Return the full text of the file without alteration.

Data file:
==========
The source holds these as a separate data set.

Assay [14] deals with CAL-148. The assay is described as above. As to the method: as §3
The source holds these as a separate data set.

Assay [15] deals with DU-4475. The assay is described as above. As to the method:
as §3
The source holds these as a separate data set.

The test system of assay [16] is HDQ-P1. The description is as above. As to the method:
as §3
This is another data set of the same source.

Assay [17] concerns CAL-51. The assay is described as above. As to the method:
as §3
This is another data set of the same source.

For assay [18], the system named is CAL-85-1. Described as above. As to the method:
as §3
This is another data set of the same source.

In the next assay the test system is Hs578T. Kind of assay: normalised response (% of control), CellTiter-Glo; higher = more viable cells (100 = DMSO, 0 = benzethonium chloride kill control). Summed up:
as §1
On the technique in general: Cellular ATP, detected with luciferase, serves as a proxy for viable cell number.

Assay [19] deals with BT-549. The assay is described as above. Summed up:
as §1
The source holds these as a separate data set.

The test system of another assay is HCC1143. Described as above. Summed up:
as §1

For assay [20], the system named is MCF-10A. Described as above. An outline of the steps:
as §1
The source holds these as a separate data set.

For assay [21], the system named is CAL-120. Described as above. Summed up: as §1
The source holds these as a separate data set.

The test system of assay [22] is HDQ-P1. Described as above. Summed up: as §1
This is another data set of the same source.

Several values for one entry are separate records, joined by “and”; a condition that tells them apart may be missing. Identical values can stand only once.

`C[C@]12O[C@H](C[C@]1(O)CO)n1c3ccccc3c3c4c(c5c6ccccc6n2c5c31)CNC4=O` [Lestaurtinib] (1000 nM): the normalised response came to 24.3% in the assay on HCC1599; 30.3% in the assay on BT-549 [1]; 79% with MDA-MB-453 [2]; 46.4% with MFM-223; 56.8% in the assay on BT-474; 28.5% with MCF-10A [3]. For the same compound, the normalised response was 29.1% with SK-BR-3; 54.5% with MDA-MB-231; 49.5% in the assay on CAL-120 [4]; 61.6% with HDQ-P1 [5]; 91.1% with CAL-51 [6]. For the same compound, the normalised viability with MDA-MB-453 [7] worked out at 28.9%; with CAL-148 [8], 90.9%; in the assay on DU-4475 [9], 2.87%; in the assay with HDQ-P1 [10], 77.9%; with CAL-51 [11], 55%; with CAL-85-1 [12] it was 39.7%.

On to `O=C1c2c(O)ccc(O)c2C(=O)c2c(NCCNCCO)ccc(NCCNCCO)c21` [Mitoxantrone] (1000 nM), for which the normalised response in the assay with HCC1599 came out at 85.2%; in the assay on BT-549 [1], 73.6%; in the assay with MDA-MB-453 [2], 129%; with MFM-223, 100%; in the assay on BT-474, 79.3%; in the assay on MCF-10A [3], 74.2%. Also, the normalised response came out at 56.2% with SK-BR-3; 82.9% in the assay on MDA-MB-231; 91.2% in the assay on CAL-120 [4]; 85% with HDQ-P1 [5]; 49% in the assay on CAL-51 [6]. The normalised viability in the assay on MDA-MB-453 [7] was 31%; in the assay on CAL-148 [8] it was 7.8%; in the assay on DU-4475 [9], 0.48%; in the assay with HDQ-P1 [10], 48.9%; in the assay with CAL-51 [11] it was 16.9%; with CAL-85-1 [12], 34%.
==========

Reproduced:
The source holds these as a separate data set.

Assay [14] deals with CAL-148. The assay is described as above. As to the method: as §3
The source holds these as a separate data set.

Assay [15] deals with DU-4475. The assay is described as above. As to the method:
as §3
The source holds these as a separate data set.

The test system of assay [16] is HDQ-P1. The description is as above. As to the method:
as §3
This is another data set of the same source.

Assay [17] concerns CAL-51. The assay is described as above. As to the method:
as §3
This is another data set of the same source.

For assay [18], the system named is CAL-85-1. Described as above. As to the method:
as §3
This is another data set of the same source.

In the next assay the test system is Hs578T. Kind of assay: normalised response (% of control), CellTiter-Glo; higher = more viable cells (100 = DMSO, 0 = benzethonium chloride kill control). Summed up:
as §1
On the technique in general: Cellular ATP, detected with luciferase, serves as a proxy for viable cell number.

Assay [19] deals with BT-549. The assay is described as above. Summed up:
as §1
The source holds these as a separate data set.

The test system of another assay is HCC1143. Described as above. Summed up:
as §1

For assay [20], the system named is MCF-10A. Described as above. An outline of the steps:
as §1
The source holds these as a separate data set.

For assay [21], the system named is CAL-120. Described as above. Summed up: as §1
The source holds these as a separate data set.

The test system of assay [22] is HDQ-P1. Described as above. Summed up: as §1
This is another data set of the same source.

Several values for one entry are separate records, joined by “and”; a condition that tells them apart may be missing. Identical values can stand only once.

`C[C@]12O[C@H](C[C@]1(O)CO)n1c3ccccc3c3c4c(c5c6ccccc6n2c5c31)CNC4=O` [Lestaurtinib] (1000 nM): the normalised response came to 24.3% in the assay on HCC1599; 30.3% in the assay on BT-549 [1]; 79% with MDA-MB-453 [2]; 46.4% with MFM-223; 56.8% in the assay on BT-474; 28.5% with MCF-10A [3]. For the same compound, the normalised response was 29.1% with SK-BR-3; 54.5% with MDA-MB-231; 49.5% in the assay on CAL-120 [4]; 61.6% with HDQ-P1 [5]; 91.1% with CAL-51 [6]. For the same compound, the normalised viability with MDA-MB-453 [7] worked out at 28.9%; with CAL-148 [8], 90.9%; in the assay on DU-4475 [9], 2.87%; in the assay with HDQ-P1 [10], 77.9%; with CAL-51 [11], 55%; with CAL-85-1 [12] it was 39.7%.

On to `O=C1c2c(O)ccc(O)c2C(=O)c2c(NCCNCCO)ccc(NCCNCCO)c21` [Mitoxantrone] (1000 nM), for which the normalised response in the assay with HCC1599 came out at 85.2%; in the assay on BT-549 [1], 73.6%; in the assay with MDA-MB-453 [2], 129%; with MFM-223, 100%; in the assay on BT-474, 79.3%; in the assay on MCF-10A [3], 74.2%. Also, the normalised response came out at 56.2% with SK-BR-3; 82.9% in the assay on MDA-MB-231; 91.2% in the assay on CAL-120 [4]; 85% with HDQ-P1 [5]; 49% in the assay on CAL-51 [6]. The normalised viability in the assay on MDA-MB-453 [7] was 31%; in the assay on CAL-148 [8] it was 7.8%; in the assay on DU-4475 [9], 0.48%; in the assay with HDQ-P1 [10], 48.9%; in the assay with CAL-51 [11] it was 16.9%; with CAL-85-1 [12], 34%.